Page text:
CHICAGO, Jan. 18 (UPI) -- U.S. medical schools have until Feb. 15 to submit brief, bold, innovative proposals on how to transform how doctors are trained, a doctors' group says.
The American Medical Association said it hopes its $10 million competitive grant initiative attracts bold, innovative ideas to transform the way medical schools train future physicians.
"Rapid changes in healthcare require a transformation in the way we train future physicians," Dr. Jeremy A. Lazarus, president of the AMA, said in a statement. "The AMA is deeply committed to redesigning undergraduate medical education to prepare the medical students of today for the healthcare of tomorrow."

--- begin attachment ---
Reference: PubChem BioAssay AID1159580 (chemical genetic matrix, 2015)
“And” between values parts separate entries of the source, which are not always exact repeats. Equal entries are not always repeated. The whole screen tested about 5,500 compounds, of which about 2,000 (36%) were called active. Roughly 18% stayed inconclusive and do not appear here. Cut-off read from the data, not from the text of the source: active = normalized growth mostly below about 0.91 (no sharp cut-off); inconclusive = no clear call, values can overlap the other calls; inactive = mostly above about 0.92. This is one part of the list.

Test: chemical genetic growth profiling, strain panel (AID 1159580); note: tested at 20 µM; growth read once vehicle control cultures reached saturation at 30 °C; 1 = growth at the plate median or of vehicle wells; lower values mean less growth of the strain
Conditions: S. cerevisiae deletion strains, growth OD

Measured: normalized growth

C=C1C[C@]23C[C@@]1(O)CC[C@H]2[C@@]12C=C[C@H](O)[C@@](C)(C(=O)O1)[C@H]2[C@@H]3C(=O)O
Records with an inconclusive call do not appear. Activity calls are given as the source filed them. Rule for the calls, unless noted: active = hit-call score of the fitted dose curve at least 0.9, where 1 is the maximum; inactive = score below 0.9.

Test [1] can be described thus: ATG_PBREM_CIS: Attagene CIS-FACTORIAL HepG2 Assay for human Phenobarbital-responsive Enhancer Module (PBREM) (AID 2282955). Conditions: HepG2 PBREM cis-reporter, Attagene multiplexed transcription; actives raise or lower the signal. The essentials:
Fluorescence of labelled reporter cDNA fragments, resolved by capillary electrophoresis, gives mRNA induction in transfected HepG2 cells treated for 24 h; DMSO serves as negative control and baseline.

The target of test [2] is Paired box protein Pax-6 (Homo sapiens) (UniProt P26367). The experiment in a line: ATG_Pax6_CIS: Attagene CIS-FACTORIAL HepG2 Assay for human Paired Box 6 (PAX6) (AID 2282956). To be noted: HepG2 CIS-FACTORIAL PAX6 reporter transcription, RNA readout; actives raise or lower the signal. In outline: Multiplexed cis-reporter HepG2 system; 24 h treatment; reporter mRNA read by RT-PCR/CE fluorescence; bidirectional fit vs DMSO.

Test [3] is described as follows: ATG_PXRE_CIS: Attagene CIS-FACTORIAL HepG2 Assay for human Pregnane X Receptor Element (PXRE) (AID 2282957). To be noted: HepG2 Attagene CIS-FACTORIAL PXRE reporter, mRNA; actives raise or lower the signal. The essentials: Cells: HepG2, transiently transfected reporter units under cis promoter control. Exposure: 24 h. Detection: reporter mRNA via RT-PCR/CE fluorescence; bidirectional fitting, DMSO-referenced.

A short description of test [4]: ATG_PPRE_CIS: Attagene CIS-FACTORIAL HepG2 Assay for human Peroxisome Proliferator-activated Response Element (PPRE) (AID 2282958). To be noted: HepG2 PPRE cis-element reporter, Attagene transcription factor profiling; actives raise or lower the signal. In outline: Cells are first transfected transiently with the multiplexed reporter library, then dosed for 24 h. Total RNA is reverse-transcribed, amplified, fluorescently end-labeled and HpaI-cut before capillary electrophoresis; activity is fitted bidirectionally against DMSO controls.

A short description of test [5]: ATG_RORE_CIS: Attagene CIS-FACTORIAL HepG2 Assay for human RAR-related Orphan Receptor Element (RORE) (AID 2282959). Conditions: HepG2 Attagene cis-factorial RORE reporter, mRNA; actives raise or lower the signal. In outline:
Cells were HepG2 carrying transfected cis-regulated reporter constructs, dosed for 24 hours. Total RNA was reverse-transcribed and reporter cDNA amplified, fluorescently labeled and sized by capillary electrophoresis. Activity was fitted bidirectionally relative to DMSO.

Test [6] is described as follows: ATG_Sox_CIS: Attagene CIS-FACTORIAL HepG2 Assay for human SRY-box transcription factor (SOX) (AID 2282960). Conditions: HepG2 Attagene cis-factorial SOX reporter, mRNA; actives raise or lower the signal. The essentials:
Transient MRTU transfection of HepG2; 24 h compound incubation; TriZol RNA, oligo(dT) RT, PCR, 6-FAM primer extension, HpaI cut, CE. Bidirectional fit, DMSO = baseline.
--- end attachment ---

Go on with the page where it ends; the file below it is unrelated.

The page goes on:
Across the continuum of medical education, the gap between how physicians are trained and the future needs of healthcare continues to widen, Lazarus said.
The AMA is seeking to attract and support bold, rigorously evaluated innovations that align medical student training with the evolving needs of patients, communities and the changing healthcare environment, Lazarus said.
As part of the Accelerating Change in Medical Education initiative, the AMA will provide $10 million over the next five years to fund 8-10 projects that support a significant redesign of undergraduate medical education.
From the initial pool of proposals, the AMA will invite a select group of medical schools to submit a full proposal by May 15 and will conduct a thorough review of all materials before announcing the selected schools at its annual meeting in June.